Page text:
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Intricate, beautiful sugar cubes could be the key to getting 3D printers into the kitchen

We might not be ready to 3D print a roast, but the complicated and edible structures produced by 3D printers could be the start of something new

The 3D printer has been unveiled as the latest must-have implement of the modern kitchen, capable of producing ornate confectionery from printed sugar and liquid chocolate.

Delegates at the Consumer Electronics Show in Las Vegas were invited to taste items of food created by printing machines that will be priced from £3,000.

Multi-coloured sweets in intricate geometric designs were crafted from layers of sugar containing vanilla, mint, sour apple, water melon and cherry flavourings. A jet print head is used to spray water onto the sugar and harden the crystals, building up the sweets layer-by-layer.

For pioneering American company, 3D Systems, it was a big moment. It was way back in 1986 that the company’s founder, Chuck Hall, obtained the first patent for the Stereolithography additive manufacturing process which formed the basis of the 3D printing industry.

The company’s Chefjet “food-safe” models represent a new frontier. “Food is an incredible platform for creativity, experimentation and celebration and we are thrilled to place these powerful 3D printers in bakers and chef’s kitchens,” said Liz von Hasseln, creative director of food products at 3D Systems. “We invite leading pastry chefs, restaurateurs and event planners to join us in bringing 3D printing into the kitchen.”

More 3D-printed designs created by The Sugar Lab

Ms von Hasseln and her partner Kyle set up Los Angeles start up Sugar Lab, which was acquired by 3D Systems at the end of last year. The company began when the undergraduate couple experimented with a 3D printer to make a birthday cupcake for a friend, spelling her name on the top.

They founded Sugar Lab as a “custom design firm for 3D printed sugar”. Mr von Hasseln said the process was remarkably simple. “It’s essentially just adding water to sugar,” he told the Ted X Manhattan Beach conference. “If you have ever made frosting and left the bowl in the sink overnight you know that the next morning that bowl is going to be impossible to scrape out. That’s because when you add water to sugar it solidifies. We just add the water in a very precise way.”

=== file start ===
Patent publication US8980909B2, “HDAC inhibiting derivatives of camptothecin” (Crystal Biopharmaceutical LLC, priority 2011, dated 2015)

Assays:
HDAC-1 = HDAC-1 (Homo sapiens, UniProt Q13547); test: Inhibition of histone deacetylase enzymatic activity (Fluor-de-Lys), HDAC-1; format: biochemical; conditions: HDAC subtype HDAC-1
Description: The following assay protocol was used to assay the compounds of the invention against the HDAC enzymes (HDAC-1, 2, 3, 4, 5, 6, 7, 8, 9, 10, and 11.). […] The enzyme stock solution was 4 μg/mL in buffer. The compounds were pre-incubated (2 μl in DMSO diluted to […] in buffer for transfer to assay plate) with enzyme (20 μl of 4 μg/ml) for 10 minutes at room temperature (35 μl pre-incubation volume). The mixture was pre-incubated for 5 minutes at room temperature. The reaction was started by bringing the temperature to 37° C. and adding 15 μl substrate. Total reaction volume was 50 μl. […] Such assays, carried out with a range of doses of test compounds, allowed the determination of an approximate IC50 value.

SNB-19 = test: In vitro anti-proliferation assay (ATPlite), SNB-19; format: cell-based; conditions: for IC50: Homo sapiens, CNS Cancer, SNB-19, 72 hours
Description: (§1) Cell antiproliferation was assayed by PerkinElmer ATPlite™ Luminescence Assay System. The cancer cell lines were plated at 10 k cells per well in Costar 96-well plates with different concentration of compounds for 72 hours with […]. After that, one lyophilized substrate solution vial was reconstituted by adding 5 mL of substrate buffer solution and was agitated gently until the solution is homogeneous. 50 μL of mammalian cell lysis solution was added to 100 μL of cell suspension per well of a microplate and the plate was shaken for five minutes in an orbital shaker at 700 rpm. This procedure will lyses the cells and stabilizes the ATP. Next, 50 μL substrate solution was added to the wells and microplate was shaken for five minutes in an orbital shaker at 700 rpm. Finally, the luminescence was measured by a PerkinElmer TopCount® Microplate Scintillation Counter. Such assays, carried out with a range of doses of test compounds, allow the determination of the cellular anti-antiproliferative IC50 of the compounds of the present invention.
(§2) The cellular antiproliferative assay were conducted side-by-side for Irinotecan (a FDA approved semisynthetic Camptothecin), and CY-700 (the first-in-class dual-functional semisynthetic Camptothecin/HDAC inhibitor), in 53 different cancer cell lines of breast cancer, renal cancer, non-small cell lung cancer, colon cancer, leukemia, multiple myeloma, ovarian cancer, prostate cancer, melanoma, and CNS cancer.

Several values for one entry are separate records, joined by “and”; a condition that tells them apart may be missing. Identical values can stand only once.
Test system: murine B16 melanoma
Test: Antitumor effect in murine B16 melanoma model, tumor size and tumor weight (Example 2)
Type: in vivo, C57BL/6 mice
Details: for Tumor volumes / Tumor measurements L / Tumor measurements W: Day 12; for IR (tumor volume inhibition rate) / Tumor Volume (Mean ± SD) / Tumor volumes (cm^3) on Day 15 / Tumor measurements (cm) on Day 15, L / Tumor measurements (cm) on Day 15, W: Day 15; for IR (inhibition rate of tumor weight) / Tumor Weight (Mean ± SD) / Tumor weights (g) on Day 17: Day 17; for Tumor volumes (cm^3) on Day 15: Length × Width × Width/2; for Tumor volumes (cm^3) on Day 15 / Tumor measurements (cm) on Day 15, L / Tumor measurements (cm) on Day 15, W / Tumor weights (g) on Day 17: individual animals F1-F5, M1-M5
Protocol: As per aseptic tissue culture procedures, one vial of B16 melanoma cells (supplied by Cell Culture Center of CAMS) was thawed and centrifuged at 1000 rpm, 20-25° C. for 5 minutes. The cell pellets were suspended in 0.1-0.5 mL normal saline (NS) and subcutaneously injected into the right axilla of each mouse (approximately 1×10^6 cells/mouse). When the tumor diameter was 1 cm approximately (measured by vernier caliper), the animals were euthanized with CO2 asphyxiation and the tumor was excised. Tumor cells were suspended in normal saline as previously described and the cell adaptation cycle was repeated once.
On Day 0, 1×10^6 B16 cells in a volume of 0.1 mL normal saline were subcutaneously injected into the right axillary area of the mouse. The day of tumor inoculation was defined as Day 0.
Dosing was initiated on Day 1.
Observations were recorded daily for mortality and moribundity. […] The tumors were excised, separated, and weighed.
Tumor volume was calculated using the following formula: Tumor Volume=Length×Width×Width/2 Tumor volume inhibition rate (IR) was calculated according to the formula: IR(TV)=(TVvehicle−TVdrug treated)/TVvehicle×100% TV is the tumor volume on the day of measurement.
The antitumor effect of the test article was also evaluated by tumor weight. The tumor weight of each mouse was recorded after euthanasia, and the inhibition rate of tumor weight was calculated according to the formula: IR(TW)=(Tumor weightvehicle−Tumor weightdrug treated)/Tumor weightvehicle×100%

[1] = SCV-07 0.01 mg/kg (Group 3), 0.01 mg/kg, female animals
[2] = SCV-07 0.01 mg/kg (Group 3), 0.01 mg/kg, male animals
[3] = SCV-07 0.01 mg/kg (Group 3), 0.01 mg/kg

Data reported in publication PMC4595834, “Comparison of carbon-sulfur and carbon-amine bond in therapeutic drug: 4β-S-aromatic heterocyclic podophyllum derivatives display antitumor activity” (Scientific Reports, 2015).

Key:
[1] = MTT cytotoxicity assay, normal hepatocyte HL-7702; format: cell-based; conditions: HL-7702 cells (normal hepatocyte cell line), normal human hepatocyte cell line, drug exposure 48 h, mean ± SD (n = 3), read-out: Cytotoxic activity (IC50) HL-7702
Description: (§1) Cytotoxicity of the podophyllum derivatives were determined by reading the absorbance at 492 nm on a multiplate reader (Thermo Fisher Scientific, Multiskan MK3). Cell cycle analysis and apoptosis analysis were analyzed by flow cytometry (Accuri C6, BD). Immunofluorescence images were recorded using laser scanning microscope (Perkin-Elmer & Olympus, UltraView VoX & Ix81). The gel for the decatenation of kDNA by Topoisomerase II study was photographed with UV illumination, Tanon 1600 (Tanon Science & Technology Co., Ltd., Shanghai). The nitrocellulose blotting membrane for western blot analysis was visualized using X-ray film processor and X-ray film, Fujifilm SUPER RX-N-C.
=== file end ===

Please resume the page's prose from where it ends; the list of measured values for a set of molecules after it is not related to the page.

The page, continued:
Ms von Hasseln said the sweet designs were based on models which were sliced into layers using specialist computer software. The 3D printer builds the confectionery one layer at a time. Each of up to several thousand layers will consist of a separate spreading of sugar and a precise spray of water.

A chocolate snowflake design created by the Choc Creator 3D printer

The Chefjet food printers are set to go on sale in the latter part of this year, including the more advanced Chefjet Pro model, which is capable of printing multi-coloured food items and will retail at around £6,000.

To encourage more people to take up 3D sweet making, 3D Systems has produced a Digital Cookbook app to simplify the process for users.

3D printed sugarcubes created by the Chefjet printer

The world of 3D food is expanding rapidly. Exeter-based company Choc Edge has produced the Choc Creator V1, which claims to be the “world’s first chocolate printer” and can make elaborate 2D and 3D designs from melted chocolate. It sells at £2,888. A Barcelona company, Natural Machines, has built the Foodini system to make 3D pasta and pizza, created from layers of liquidised ingredients.

Ian Burrell Facebook / Twitter